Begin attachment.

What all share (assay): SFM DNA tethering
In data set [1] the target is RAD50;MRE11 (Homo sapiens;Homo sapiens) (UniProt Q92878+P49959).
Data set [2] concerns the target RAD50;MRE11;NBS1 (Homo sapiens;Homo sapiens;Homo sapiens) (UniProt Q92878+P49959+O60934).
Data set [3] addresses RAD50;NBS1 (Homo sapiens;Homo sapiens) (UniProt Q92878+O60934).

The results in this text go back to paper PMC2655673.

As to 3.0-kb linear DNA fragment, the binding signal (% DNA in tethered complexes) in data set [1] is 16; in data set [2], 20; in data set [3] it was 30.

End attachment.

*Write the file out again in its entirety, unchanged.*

What all share (assay): SFM DNA tethering
In data set [1] the target is RAD50;MRE11 (Homo sapiens;Homo sapiens) (UniProt Q92878+P49959).
Data set [2] concerns the target RAD50;MRE11;NBS1 (Homo sapiens;Homo sapiens;Homo sapiens) (UniProt Q92878+P49959+O60934).
Data set [3] addresses RAD50;NBS1 (Homo sapiens;Homo sapiens) (UniProt Q92878+O60934).

The results in this text go back to paper PMC2655673.

As to 3.0-kb linear DNA fragment, the binding signal (% DNA in tethered complexes) in data set [1] is 16; in data set [2], 20; in data set [3] it was 30.